• Rosh Pina. Not on the typical tourist trail but one of the most beautiful areas in the country. Not only is beautiful there, it also has a lot of history – being the first modern Zionist settlement (yes, it beat Petach Tikva by 3 weeks).

    The north is practically littered with B&Bs (although summer is high season). You know how to contact me if you want help finding a place there, or just more info about Rosh Pina.

  • The Italian restaurant just a few doors down from where ck lives. I can’t remember its name but it was incredible. they have this fig dish that should win some foodie award.

    Go spend a couple of hours in Ein Kerem and then take a drive to Tzur Hadassah, just to get a sense of the forests surrounding Jerusalem.

    Go to the caves near Beit Guvrin.

    Spend an afternoon at the beach in the port of Caesaria. They have a private beach with a small restaurant and if you go on the right days, they show movies in the amphitheater at night. It’s quite special.

    Drive through the Lower Galilee past Mount Tavor to Vered HaGalil http://www.veredhagalil.com/default_en.asp and stay there overnight. Next day witness the amazing view to the Sea of Galilee and drive down the mountain until you get there. Drive around until you get to Ein Gev. Eat fish. You can stay overnight. There are a couple of kibbutzim in the area with massive waterslides if you like.

    Then drive to the Golan Heights until you’re close to the Hermon and there you’ll find a village called Majdal Shams. Ignore it. Instead, climb up the mountain nearby to Nimrod where you will find a restaurant called The Witch and the Milkman’s Cauldron. Eat there. Try to time it for late afternoon before the sun sets. Then step outside and walk away from the restaurant and the road that carried you up there and check out the view. Die from beauty and amazement.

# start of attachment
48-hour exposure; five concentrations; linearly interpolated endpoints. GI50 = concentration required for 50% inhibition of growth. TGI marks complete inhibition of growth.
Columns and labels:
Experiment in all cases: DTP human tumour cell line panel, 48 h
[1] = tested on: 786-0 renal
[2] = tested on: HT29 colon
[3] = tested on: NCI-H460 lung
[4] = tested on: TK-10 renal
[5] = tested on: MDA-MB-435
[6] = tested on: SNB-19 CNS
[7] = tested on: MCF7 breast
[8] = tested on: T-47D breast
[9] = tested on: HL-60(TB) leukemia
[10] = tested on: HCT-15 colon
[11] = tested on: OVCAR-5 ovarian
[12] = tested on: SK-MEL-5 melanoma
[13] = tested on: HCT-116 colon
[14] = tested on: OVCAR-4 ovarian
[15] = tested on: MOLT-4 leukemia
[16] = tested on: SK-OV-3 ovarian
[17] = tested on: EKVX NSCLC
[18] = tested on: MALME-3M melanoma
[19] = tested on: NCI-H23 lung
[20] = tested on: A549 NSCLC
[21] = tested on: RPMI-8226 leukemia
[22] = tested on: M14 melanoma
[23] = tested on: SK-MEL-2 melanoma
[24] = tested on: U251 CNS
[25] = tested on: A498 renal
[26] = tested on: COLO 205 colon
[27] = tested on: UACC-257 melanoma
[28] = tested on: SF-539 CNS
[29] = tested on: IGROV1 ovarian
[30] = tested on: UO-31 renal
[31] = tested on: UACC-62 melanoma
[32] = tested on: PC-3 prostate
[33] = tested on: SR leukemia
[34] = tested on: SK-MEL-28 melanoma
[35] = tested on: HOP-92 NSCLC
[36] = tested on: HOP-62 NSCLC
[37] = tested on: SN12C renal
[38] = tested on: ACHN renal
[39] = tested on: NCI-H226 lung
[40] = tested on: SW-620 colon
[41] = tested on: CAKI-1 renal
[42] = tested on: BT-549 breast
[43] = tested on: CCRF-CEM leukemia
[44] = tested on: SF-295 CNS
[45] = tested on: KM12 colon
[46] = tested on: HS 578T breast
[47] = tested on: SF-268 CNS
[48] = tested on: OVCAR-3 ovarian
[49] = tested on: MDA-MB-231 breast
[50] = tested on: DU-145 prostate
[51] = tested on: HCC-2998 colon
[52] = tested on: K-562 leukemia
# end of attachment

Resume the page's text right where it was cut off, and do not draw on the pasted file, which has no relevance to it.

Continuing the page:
Arise from your stupor and continue to a Druze h/motel where they prepare breakfast the next morning. Sleep well and have amazing breakfast with friendly Arabs next morning.

    Drive around Golan. Do not walk in fields alone! Keep driving down the mountain and you have a choice:

    Go to Beit Shean and check out amazing antiquities nearby. Food sucks in Beit Shean so move along. Do not drive down through the Jordan Valley because you still have to get to Tel Aviv.

    OR

    head over to the Hula Valley. Be sure to stop at the Naot factory store. Buy reasonably priced sandals. Consider going to Safed, but skip it for lunch at Rosh Pina.

    Then make your way over to Zichron Yaakov and drive around some of their beautiful ocean-view neighborhoods. Dream of living there.

    Head down to the coast road and drive south to Tel Aviv. Find a hotel near the beach and hang out for a couple of long days and nights. Eat, drink, check out the beaches, check out S. Tel Aviv, buy cool jewelry and clothes. Feel like you’re young all over again.

    Then head back to Jerusalem and let ck take you on a couple of trips around town.

  • when i was in israel in april, i went to this restaurant in Nimrod called The Witch and the Milkman. best dining experience of my life. and the house wine… delish. you must go there!

  • You probably won’t hear this from anyone else, but I’m in love with the Palmach Brigade Memorial in the desert overlooking/in Be’er Sheva. It’s literally surrounded by nothing (although they were building a neighborhood below last I was there) and from a distance doesn’t look like much. It’s made up of several large cement pieces, and is a memorial that you can literally climb, sit and walk on.

    There’s a sense of “peace” I experience there that I haven’t anywhere else, and I’m always dragging everyone I know to it…